Teen with rare disease has to tan every day

Teen with rare disease has to tan every day

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MEDFORD, N.J. — A teen who has to tan every day to fight a rare disease is not as uncommon an occurrence as one might think, according to a national tanning organization.

Josh Borelli, a senior forward guard at Shawnee High School in Medford, has what is called Mucha-Habermann, an extremely rare autoimmune disease that causes lesions to form all over the body. The disease is so rare that when Borelli was diagnosed during his eighth-grade year, he was the only person in the country with the disorder.

There is no known cure for the disease, but there is something that can keep it in check: ultraviolet therapy, which Borelli receives by spending eight minutes a day in a tanning bed.

"Sometimes, you get a little tired of it, going there all the time or going to the doctors all the time," he told the Philadelphia Inquirer. "But I understand I have to do it. It's just a bump in the road."

Borelli spent five months doing treatment when he was first diagnosed with the disease, then went into remission for nearly four years. He is hoping a few months of treatment will be all that is needed this time around, as well.

The basketball star's disease may be rare, but his treatment is not as unusual as people may think, according to the American Suntanning Association, which announced its formation on Dec. 18 and has 1,400 members representing 14,000 U.S. salons.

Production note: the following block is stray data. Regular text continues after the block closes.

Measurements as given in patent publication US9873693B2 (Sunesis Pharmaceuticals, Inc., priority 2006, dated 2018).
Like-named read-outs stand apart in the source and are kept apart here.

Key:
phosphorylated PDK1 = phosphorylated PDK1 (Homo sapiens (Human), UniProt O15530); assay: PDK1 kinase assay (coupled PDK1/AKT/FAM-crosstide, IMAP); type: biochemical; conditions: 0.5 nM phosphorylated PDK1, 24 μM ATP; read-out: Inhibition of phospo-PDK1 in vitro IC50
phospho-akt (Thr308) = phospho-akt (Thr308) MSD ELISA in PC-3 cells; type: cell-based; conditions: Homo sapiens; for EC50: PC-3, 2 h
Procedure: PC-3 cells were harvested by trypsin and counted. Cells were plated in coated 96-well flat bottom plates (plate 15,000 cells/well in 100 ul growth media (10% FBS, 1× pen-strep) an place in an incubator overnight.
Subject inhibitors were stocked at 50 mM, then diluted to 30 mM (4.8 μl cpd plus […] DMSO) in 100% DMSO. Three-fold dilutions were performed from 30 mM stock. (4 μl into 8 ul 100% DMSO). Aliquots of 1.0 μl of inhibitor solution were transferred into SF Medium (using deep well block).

Teen with rare disease has to tan every day

The association says the American Academy of Dermatology, among other organizations, has unfairly targeted tanning salons by spreading misinformation about the benefits of moderate exposure to ultraviolet light.

According to the ASA, studies that include both home-based and professional salons and both cosmetic and medical tanning cannot paint a fair picture of the tanning industry. According to the group, despite the AAD's claim that 100 percent of dermatologists discourage tanning, 11 percent of tanning-salon visitors are referred by physicians, 28 percent of whom are dermatologists.

"An estimated $5 billion–$10 billion in annual health care savings is generated annually by consumers who utilize cost-effective indoor tanning sessions as an alternative to expensive phototherapy treatments," the ASA said in a statement on its website

The ADA cites studies that have found a 75-percent increase in the risk of melanoma in those who have been exposed to UV radiation from indoor tanning.

More than 30 states have passed laws restricting or banning tanning by minors, according to the Centers for Disease Control. In Utah, a parent or guardian is required to be present and give written permission for each visit to a tanning salon by a minor.

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Stephanie Grimes


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